I think because it happened so fast. It was the first quarter, and we were down. It was just like bam, bam, bam because of our own fault that we felt the best stuff against Chicago anyway was the play action and running the football, and you could see they were consistent. They kept eight guys in the box anyway, up by 26, so they didn’t want us to run the ball. They were No. 1 in rushing defense going into that game. I think now they are sixth or seventh because we busted the big one, but he was having success running the ball before that. Other than the third-down-and-one that they got penetration on, I thought we ran the ball against a very good football team. People will say, ‘You guys were behind.’ Well, yeah, we were behind, but that doesn’t mean that they wanted to give up an 80-yard run or a 15-yard run or some of the runs we had there. We stuck with it for a reason: we thought that was the best way to stay with it without putting everything on Matt (Hasselbeck) and the receivers for the next three quarters, that we needed to get back into our offense, and we did that in the third quarter. We came out in the third quarter, we had a nice talk at halftime about what went on. We were all very disappointed about where we were at at halftime. We had a very good talk as a team at that point. We came out, we stopped them on defense, we sacked the quarterback, we took the ball and went down the field and scored. To me, if we had kept that going like that, then I think, even though we might not have won the football game, that’s what we were trying to achieve, is to see, somehow, if we could get back in it. You’re within three scores, you’re trying to figure out, OK, if we make a play here and make a play here and get to two scores by the fourth quarter, all of a sudden, you never know. I think that was the mentality when you saw us come out of the locker room, and both sides did a nice job, and we came back and ended up giving up the big run, which they ended up getting a field goal on, so again, give them credit. They made plays when they had to. They didn’t give us a chance even to see any kind of glimmer of getting back into it after that first (series) in the third quarter, so we stuck with that phase of the game because we thought that was a good way to move the ball on them.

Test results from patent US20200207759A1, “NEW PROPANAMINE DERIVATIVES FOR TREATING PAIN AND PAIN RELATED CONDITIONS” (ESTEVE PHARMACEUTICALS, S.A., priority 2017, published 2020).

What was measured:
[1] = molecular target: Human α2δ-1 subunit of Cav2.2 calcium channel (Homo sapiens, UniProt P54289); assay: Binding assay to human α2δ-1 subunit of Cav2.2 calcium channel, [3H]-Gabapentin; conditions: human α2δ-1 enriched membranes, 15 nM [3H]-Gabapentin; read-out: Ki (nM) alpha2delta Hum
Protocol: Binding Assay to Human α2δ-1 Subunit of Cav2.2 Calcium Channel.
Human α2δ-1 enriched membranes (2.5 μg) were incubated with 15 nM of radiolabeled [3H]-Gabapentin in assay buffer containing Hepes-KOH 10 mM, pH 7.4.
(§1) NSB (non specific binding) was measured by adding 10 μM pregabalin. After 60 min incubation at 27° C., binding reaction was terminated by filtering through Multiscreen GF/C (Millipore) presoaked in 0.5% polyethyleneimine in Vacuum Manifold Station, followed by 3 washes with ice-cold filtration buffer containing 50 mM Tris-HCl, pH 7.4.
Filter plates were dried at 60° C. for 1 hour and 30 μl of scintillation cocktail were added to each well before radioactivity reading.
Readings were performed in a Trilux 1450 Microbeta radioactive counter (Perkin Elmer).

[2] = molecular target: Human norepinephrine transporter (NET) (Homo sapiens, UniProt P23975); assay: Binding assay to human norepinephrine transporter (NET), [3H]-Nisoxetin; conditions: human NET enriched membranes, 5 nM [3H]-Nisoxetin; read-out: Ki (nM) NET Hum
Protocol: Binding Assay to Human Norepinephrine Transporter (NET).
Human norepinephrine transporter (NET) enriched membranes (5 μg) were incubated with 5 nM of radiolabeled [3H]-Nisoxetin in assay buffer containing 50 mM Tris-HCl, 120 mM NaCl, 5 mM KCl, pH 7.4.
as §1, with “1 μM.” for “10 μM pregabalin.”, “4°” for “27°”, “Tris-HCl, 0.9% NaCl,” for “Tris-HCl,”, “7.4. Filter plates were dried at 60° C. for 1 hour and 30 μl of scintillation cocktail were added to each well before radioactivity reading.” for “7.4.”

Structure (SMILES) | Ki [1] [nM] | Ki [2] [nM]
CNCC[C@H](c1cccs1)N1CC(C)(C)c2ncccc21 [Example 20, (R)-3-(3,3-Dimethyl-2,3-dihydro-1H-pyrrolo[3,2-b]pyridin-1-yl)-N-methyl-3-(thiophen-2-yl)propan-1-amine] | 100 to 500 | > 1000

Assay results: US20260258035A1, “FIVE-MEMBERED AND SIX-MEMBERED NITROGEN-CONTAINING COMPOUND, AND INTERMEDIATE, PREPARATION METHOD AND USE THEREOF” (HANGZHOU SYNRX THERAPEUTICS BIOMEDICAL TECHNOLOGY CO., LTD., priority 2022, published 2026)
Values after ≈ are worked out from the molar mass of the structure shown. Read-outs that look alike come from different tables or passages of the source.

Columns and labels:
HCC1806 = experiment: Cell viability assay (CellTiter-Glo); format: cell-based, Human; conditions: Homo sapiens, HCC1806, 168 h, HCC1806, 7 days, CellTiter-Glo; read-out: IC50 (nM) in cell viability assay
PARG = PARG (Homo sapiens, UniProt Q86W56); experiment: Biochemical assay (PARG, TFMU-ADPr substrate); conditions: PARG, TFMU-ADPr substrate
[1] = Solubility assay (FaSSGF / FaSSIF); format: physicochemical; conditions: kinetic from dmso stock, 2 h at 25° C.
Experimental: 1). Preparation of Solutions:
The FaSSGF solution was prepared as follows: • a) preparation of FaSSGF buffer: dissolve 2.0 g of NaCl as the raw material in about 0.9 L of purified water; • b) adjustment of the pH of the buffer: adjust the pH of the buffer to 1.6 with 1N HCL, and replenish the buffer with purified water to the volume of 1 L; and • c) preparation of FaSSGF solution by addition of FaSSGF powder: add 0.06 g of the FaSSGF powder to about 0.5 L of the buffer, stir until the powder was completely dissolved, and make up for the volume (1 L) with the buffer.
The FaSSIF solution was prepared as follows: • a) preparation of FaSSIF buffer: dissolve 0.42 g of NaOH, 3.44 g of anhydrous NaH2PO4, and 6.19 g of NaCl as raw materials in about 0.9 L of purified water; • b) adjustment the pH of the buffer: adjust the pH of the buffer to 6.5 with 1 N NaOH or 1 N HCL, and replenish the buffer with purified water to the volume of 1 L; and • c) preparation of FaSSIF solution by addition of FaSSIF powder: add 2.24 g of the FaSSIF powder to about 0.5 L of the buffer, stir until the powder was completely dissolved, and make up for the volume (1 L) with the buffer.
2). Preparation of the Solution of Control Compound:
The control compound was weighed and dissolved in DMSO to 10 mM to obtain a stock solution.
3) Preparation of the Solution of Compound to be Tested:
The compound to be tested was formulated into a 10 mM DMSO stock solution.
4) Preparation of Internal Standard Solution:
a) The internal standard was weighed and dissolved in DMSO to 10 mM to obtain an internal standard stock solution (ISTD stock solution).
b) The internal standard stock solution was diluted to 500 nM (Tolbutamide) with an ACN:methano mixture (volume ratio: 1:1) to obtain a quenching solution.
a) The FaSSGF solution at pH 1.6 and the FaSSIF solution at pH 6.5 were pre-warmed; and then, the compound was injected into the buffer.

(on if he anticipates making any lineup changes)
Like I said earlier, we always do. Even when you win a football game, some guys don’t play well. Just like on the opposite, even though we didn’t win the football game, some guys played well. There aren’t 22 guys or 30 guys all playing poorly because you lost, same thing when you win. Even though we win, there is maybe an area of the game that we’re not happy with, so we look at it as far as making adjustments or getting different players in there, maybe rolling this guy, maybe this guy is playing too much. If you’re a good staff and you’re good coaches, that’s something you should constantly be trying to make sure you’re doing the right thing, do we have the right guys in there? Are we asking them to do the right thing? Can they handle that? I think, win or lose, you’re doing that. Otherwise you’re going to get caught in a problem down the road. We try to do that on a weekly basis and don’t get caught up by if we won or lost to decide how thorough we should be in our evaluation of ourselves.